We've finally got around to our garden, a little less ambitious this year: lettuce, onions and various herbs. Also, we have been cultivating the volunteer mint in our garden for the 2 years we've had a garden, with a view to mint drinks and mint preserves (we made pesto using oregano, mint and chili instead of the usual basil - it was divine. The magic ingredient was lemon juice, to taste. We have it on toast). Proud and excited about our crop of mint this year, we started making more plans for it (mint syrup! mint tea!), only to catch our rather unobservant downstairs neighbour pulling them out. Definitely an odd duck: she claimed that we'd told her that that was where the sunny part was (for her tomatoes) despite the fact that she was digging in the shadiest part of our garden. It turned out that she intended to plant her onions there. Ryan then pointed out some volunteer tomato plants that were growing where we had planted tomatoes last year and asked her to avoid them. She promptly trampled them as she trundled over to plant her tomato plants. I think she is new to gardening (as am I!). Ryan replanted the mint she pulled out - most of it is seeming to recover, so not a huge tragedy.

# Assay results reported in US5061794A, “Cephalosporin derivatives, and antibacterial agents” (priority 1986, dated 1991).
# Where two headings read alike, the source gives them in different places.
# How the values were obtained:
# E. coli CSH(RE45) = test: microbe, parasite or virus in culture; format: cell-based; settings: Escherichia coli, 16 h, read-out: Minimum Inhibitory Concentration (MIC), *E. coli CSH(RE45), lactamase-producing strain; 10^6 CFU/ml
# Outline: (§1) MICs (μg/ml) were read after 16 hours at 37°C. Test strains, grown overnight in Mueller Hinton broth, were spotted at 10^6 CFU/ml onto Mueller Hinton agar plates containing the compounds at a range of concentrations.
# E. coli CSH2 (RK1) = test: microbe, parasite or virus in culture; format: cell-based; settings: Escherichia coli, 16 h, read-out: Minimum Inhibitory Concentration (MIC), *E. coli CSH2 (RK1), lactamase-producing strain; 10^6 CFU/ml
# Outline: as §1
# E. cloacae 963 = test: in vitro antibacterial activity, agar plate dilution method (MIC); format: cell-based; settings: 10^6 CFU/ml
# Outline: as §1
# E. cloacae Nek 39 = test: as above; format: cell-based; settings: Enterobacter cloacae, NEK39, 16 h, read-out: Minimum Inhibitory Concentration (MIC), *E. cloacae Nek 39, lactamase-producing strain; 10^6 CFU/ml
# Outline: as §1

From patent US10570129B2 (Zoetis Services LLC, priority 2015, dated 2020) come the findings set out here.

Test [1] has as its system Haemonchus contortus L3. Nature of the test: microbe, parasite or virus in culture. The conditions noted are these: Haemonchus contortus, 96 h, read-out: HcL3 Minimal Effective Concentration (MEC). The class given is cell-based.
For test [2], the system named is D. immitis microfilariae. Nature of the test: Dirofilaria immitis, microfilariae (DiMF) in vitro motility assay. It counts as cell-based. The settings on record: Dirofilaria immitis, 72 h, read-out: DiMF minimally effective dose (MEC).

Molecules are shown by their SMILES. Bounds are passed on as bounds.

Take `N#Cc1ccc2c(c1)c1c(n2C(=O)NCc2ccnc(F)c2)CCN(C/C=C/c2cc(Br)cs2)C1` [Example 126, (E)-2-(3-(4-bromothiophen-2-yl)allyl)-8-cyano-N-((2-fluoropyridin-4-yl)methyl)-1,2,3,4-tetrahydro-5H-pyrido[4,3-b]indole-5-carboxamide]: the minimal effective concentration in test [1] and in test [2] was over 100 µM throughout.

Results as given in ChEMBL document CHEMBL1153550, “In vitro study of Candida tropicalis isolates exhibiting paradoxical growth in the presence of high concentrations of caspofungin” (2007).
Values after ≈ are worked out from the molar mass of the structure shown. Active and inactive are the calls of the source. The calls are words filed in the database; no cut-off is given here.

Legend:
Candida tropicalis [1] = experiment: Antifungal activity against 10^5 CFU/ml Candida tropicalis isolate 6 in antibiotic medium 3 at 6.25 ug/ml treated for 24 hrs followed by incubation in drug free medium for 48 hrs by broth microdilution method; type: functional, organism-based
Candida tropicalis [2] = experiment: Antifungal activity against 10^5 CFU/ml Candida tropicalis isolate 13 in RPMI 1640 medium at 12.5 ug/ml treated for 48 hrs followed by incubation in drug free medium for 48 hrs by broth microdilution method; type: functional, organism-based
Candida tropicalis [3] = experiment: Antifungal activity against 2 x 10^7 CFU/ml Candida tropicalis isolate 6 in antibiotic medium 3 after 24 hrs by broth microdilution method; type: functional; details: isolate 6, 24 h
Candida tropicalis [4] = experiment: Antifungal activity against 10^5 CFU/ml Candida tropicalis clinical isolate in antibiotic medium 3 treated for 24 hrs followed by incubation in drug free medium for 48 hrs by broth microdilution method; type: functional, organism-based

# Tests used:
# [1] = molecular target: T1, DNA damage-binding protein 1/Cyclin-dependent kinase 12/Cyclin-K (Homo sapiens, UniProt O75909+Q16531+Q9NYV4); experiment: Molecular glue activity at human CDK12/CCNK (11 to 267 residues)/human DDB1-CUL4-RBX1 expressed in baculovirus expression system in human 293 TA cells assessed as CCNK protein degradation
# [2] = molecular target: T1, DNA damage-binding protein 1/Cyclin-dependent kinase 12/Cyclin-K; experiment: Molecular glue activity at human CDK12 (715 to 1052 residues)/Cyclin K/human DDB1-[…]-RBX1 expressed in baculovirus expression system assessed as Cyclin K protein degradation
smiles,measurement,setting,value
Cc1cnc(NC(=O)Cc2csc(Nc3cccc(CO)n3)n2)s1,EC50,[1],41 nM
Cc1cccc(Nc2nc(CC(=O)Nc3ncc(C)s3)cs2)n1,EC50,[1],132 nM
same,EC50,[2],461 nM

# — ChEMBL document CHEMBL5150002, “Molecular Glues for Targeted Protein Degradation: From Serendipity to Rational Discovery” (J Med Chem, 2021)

We are going to buy some more plants this weekend at the farmer's market: a stevia plant and some more exotic greens.Currently, we have two mixed salad greens patches, designed to be harvested regularly for fresh salads. I even found a cardamom plant for sale at the market but couldn't fit it onto my bicycle (our recent routine has been to wake up on Saturdays, eat a leisurely breakfast and then bike to the farmer's market and food co-op for vegetables (market), cheese and locally produced butter and yoghurt. With the exception of dried beans and grains, we are done shopping for the week.) The cardomom plant was in a little stall full of interesting plants and as I was exclaiming about finding cardomom, a hand gripped my upper left arm and someone whispered something in my ear. I turned and saw a white bearded, jolly faced man standing next to me, who repeated his whisper:
"Can I help you?".
"No thanks, I was just excited by your cardamom plant."
Ryan stepped forward and asked him about wintering the plant,
"Surely you can't keep it outside during the winter...?"
The man leaned forward to answer and I noticed he had a large white gauze patch taped to his throat, but the medical tape was coming loose on the side closest to me, revealing a gaping, dark hole at the base of his neck that had a sort of orangey yellow crust around the edges.
"No, you bring it in, in the winter." He whispered back.
Ryan said, "It's a pity about your voice." and I cringed.
As we walked away, I asked Ryan if he knew why the man was whispering. He shook his head and I said,
"He'd just had a tracheotomy."
Ryan had apparently thought the man was suffering from laryngitis.